Laws affecting the elderly or disabled are known as elder law. Attorneys who practice elder law advocate for and create legal plans to assist seniors, and their loved ones, in living better lives. Elder law may include planning for retirement, Social Security, Medicare and Medicaid, long-term care planning, estate planning, guardianships, and more. This specialty of the legal profession is crucial for the well-being of the ever-increasing 65 and older American population.

According to the latest estimates from the U.S. Census Bureau, more than 54 million senior citizens live in the U.S., accounting for some 16.5 percent of the total population. This estimate is expected to grow to roughly 98 million American seniors by 2060. Attorneys who practice elder law will continue to handle the sensitive emotional, physical, and financial planning needs of the aging senior population. Estate planning is not a “set it and forget it” process as new elder law issues regarding family needs and state regulations evolve. Periodic reviews of existing documents will keep your planning up to date in an ever-changing world.

Estate Planning for Seniors

No matter the size of your estate, it can be difficult and emotional to create a comprehensive estate strategy without an elder law attorney’s legal guidance and expertise. Putting your affairs in order is a sobering task and requires more than creating a will.

Estate Planning Documents

You may require trusts for life insurance policies or other assets. You may opt to write an advance health care directive (living will, advance directive, personal directive, medical directive, or advance decision, depending on your state) to specify your medical preferences if you become incapacitated. Naming a durable medical power of attorney may also be appropriate for your situation.

If you have minor children or someone with special needs, you can make provisions for and identify a guardian to care for them. Estate planning can also include naming a durable power of attorney for the financial management of your assets and personal daily financial needs if it becomes a requirement for you.

Your estate plan may include retirement housing preferences to meet changes in living needs from independent living to assisted or long-term care and how to cover those costs. An elder law attorney can also help you navigate decision-making concerning probate and the tax implications of managing and settling your estate, including gift, income, and estate tax matters.

Social Security Benefits

Qualifying and applying for Social Security benefits can begin at 61 years and nine months of age. The current full retirement age to receive benefits is 67. If you receive disability benefits before 67 or become disabled when you reach full retirement age, your benefit structure can be complex to assess. An elder law attorney can ensure you receive the maximum benefits based on your condition.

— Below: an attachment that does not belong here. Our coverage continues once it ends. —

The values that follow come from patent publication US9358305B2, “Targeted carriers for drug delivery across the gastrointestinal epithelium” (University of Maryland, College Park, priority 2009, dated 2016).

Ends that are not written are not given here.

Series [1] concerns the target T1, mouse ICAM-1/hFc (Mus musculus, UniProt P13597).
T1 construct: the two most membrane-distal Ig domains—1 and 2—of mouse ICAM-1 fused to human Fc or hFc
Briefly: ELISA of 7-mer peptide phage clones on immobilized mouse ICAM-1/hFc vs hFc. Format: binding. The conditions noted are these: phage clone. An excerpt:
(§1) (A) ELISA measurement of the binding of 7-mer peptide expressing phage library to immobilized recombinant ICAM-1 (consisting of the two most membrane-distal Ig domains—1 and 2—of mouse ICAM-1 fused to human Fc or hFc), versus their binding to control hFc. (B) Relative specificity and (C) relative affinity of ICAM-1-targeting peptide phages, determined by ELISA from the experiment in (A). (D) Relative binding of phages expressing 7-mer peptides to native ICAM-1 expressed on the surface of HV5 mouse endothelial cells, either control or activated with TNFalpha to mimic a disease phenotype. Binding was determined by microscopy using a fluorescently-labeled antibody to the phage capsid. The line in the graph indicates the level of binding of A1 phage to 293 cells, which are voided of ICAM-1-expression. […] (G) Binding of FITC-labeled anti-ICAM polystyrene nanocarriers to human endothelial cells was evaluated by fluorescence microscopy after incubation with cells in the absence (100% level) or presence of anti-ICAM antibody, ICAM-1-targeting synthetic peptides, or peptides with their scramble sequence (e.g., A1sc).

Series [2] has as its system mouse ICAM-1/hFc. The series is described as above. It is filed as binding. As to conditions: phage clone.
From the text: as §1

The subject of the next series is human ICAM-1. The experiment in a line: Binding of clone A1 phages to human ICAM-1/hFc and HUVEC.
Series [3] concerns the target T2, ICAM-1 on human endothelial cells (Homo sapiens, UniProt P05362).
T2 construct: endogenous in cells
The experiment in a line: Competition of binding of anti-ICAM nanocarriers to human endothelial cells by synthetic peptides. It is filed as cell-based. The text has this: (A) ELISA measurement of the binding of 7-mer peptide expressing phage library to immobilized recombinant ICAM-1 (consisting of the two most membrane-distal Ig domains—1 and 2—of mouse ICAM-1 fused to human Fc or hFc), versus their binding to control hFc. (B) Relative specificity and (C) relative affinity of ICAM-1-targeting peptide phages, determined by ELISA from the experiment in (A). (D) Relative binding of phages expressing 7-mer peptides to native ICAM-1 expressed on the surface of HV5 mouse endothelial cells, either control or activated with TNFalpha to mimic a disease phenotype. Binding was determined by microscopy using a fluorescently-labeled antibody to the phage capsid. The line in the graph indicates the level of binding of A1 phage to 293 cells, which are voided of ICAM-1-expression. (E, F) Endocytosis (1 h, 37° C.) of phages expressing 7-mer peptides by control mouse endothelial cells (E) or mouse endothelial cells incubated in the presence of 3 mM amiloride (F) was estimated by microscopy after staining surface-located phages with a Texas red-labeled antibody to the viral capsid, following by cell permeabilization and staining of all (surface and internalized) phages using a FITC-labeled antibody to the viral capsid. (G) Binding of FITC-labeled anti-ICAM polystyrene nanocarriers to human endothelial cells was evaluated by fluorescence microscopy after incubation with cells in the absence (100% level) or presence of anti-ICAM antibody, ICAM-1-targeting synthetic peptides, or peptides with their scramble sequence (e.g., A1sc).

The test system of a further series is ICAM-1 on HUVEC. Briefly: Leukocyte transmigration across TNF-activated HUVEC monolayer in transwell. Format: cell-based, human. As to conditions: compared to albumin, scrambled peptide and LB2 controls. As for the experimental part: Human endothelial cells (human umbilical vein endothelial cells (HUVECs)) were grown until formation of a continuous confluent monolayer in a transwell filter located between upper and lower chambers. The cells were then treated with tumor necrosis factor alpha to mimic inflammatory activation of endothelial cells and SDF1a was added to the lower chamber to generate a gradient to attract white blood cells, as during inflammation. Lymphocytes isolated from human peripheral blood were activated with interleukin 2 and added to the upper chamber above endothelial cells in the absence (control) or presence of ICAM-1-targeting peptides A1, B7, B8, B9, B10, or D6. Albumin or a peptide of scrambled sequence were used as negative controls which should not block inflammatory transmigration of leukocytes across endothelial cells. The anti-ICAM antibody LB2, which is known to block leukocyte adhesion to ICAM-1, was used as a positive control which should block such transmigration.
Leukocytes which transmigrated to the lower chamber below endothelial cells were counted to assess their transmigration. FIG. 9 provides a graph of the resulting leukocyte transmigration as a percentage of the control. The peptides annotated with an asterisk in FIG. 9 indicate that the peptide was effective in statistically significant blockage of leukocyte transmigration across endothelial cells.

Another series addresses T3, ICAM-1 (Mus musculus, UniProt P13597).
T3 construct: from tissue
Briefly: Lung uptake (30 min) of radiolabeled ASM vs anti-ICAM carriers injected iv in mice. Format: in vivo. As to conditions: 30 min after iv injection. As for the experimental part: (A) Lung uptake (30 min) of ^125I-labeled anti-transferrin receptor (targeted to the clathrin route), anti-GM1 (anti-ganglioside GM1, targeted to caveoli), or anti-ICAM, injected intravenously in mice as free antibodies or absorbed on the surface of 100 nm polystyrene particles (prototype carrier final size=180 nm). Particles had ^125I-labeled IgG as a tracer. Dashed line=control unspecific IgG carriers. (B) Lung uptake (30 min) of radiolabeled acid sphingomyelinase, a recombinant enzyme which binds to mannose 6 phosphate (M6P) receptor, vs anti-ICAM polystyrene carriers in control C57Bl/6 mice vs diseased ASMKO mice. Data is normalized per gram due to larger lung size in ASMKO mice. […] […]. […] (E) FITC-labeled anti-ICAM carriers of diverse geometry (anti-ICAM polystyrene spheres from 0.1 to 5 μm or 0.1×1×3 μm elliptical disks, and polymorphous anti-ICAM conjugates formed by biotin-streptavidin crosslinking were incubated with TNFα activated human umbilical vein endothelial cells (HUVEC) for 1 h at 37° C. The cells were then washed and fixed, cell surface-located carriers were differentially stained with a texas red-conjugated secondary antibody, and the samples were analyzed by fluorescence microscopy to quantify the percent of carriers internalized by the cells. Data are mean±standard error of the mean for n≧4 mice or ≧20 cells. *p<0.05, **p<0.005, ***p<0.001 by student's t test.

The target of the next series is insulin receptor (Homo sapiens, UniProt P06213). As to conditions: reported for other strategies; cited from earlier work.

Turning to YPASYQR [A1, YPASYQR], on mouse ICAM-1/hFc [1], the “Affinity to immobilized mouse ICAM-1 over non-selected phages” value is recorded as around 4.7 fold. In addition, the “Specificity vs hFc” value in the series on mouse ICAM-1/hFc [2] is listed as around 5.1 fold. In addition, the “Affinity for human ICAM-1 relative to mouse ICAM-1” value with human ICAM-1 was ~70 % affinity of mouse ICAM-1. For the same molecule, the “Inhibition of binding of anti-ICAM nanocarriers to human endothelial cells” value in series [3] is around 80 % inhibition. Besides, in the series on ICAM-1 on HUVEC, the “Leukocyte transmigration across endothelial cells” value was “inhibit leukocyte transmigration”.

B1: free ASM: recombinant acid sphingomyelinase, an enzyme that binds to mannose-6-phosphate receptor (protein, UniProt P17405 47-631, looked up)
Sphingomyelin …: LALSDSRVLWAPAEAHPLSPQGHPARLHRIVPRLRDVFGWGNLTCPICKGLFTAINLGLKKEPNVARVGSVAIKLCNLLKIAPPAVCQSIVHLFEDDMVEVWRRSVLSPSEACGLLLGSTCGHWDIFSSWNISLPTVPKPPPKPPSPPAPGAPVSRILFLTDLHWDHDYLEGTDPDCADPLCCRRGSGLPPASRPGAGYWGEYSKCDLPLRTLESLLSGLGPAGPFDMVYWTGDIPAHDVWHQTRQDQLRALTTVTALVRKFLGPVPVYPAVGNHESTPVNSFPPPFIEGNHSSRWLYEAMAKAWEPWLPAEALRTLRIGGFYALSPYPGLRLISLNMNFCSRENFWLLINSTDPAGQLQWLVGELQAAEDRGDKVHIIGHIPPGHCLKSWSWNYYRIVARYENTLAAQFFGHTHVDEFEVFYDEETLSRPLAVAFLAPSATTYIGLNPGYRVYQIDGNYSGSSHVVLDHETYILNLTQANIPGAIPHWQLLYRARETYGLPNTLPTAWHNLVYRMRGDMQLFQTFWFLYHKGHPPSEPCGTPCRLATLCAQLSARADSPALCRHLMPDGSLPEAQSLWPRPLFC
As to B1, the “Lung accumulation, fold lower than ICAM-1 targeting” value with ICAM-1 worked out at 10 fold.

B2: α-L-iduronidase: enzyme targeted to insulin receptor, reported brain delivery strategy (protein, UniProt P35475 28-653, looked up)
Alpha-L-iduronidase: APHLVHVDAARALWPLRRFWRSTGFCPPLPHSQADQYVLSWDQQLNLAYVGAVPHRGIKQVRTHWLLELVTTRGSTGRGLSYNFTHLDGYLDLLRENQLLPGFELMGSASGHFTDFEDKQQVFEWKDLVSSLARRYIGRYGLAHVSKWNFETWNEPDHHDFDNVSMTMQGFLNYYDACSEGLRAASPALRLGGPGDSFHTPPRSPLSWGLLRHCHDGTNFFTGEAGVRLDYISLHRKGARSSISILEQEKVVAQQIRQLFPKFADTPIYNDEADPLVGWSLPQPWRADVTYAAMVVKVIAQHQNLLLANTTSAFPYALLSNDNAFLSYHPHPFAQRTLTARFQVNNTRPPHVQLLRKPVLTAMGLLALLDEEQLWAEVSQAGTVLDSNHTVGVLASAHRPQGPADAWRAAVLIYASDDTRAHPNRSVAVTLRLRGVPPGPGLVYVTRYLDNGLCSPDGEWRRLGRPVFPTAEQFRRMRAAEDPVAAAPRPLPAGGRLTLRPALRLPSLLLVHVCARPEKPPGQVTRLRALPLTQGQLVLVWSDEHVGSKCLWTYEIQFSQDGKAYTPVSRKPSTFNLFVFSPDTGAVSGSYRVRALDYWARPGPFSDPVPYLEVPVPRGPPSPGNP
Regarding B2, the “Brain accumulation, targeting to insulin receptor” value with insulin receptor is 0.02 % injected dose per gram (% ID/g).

Medicare Coverage

Medicare is a federal health insurance program available to Americans 65 and older; however, its structure can be confusing and complicated, especially during your initial enrollment. Medicare Part A covers hospitals, skilled nursing facilities, or hospice care, along with some home health care. Medicare Part B covers certain services by doctors, medical supplies, and preventative and outpatient care. Medicare Part C (Medicare Advantage Plans) are insurance plans for purchase through private companies that maintain contracts with Medicare. It covers all your Medicare Part A and B benefits. Medicare Part D specifically covers prescription medications. An elder law attorney who understands the interactions of these programs (federal and private) can advise you on the best and most cost-effective solutions for your situation.

Medicaid Benefits

This federal program provides healthcare benefits to low-income adults, pregnant women, elderly adults, children, and individuals with disabilities. Medicaid also covers custodial care, such as long-term care. Currently, more than four million American senior citizens receive Medicaid coverage. Your finances must be below specific asset and income thresholds to be eligible. An elder law attorney can help you qualify for Medicaid without spending down all of your assets so that you can provide for a spouse and protect a significant portion of your family legacy.

Long-Term Care Insurance

It is no surprise that American seniors want to live independently in their homes for as long as possible. Long-term care is expensive. However, most seniors will require some long-term care during their lifetime, whether in their home or in a nursing facility. Long-term care insurance premiums are based on age, health, and preexisting conditions. If you can afford this option, the earlier you purchase a policy, the better. However, many seniors rely on an elder law attorney to properly plan for Medicaid qualification to ensure the best financial arrangement for long-term care while protecting as much of their assets as possible.

There are other ways that an elder law attorney can advocate for seniors, including protection from employment discrimination, elder fraud or abuse, grandparents’ visitation rights, and more. When meeting with a prospective elder law attorney, be prepared with questions you find appropriate to your circumstances. Questions may include cost, how long they have been practicing elder law, and whether they have a particular area of emphasis, like special needs planning, veterans’ issues, or long-term care planning. You and your elder law attorney can create a comprehensive plan to control your level of comfort as you age.

We hope you found this article helpful. Contact our Auburn office at 260-925-3738 to create a plan that harmonizes its moving parts, so the gears will work together and you will leave the legacy you intended.

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